Tuesday, 5 March 2013

Jimi Hendrix - People, Hell and Angels


My vinyl copy arrived today and though the album itself isn't astonishing [well it is because it is Hendrix, a paradoxical theme of this brief post] I have been excited as if this was the first time, an urge to relive I would guess what it was like all that time ago.

I would regard myself as a significant fan of Hendrix, buying his first three albums as a teenager when they came out and being blown away all the time; thinking Hendrix on Woodstock was phenomenal: that pronouncement on the anthem, and then the pure beauty of the lyrical guitar to follow and see out the close of the film [a snippet of this as Villanova Junction being the last track on this album]; going downstairs to my basement bedroom in Oakland, Iowa - an awful small American town of small-mindedness trying to close me in before I escaped forever back to England - to cry my teenage eyes out the day he died, and his posters all over my walls still today. I think that makes me a genuine fan.

But I really haven't followed the industry of releases over the years; not even the albums post Electric Ladyland - I have them of course, but I didn't/don't listen or care for them as I do those first three. All of this really as a preamble to the fact that whilst I understand there isn't anything that new on this album as it's been collected and heard in various versions all over the place - it is fresh enough to me not having followed those years of releases [like the much 'bigger' fans than me have done]. But even though these therefore have that sense of the new by not being known [and therefore technically not astonishing in their 'newness' but astonishing because Hendrix is the personification of that adjective] I do genuinely like the raw simplicity of the playing, which in that simplicity is still......you know the word.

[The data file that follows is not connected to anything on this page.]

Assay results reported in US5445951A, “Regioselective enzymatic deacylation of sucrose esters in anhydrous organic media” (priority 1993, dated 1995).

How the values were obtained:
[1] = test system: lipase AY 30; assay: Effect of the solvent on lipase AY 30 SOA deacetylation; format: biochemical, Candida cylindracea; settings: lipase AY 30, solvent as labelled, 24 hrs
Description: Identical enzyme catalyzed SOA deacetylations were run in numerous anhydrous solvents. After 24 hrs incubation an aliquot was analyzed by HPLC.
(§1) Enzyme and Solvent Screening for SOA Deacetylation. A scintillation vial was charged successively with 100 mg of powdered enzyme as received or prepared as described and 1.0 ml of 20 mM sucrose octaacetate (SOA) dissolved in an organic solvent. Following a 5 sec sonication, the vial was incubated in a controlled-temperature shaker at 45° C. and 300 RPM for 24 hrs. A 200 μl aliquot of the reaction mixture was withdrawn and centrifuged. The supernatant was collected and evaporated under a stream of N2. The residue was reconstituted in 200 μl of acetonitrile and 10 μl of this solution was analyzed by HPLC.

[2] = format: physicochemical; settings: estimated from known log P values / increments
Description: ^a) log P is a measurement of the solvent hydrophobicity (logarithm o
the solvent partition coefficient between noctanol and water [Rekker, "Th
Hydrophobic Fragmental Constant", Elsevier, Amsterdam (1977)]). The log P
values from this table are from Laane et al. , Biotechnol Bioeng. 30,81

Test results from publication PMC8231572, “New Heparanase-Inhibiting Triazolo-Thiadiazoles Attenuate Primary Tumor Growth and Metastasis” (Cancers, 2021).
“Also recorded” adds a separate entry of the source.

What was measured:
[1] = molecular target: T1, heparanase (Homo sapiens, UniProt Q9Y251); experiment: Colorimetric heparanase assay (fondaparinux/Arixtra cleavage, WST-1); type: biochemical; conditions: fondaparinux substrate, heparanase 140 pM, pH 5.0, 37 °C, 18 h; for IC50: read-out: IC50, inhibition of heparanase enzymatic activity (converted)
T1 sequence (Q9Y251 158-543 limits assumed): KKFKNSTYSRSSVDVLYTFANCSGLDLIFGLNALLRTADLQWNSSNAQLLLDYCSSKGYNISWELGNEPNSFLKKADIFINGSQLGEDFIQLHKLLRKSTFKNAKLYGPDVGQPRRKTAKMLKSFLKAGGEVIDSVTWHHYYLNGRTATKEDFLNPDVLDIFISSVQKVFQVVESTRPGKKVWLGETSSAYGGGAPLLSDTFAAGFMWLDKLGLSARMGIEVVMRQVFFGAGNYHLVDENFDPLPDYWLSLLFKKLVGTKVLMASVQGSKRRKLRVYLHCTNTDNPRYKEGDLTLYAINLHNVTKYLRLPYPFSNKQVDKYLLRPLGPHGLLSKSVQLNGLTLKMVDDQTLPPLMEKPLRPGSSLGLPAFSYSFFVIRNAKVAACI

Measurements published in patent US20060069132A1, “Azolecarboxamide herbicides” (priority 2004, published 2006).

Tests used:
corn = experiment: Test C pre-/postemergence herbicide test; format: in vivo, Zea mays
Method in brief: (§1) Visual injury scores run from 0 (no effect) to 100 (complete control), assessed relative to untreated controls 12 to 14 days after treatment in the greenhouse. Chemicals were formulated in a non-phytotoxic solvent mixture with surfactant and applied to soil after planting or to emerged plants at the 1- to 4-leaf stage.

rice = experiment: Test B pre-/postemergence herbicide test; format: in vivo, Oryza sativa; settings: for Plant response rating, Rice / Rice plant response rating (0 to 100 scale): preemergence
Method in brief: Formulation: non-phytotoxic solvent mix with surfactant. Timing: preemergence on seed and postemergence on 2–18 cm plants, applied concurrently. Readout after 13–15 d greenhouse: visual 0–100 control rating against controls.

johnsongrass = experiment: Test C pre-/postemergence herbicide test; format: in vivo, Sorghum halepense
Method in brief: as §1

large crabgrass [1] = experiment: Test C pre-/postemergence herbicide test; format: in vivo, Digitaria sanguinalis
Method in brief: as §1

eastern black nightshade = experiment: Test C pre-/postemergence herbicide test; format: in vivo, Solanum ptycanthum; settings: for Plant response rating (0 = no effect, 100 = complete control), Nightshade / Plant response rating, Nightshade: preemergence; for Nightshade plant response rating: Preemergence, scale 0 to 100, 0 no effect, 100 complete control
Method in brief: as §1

Not much need then to really review individual tacks, though I'll comment that there is a soul and funky feel to quite a bit, most obviously on Let Me Move You, and opener Earth Blues is brilliant just in the playing of rhythm guitar, and then second Somewhere is signature fuzz and wah-wah - and with Jimi in such fine voice, and especially in the mix - then there's Hear My Train a Comin' which is a thumping version, and a glorious solo - so I could go on and review, but there's no need, and I just enjoy being a kid again every now and then so that's what I'm doing in listening.

Note how Some Awe gets in on the act, twice.

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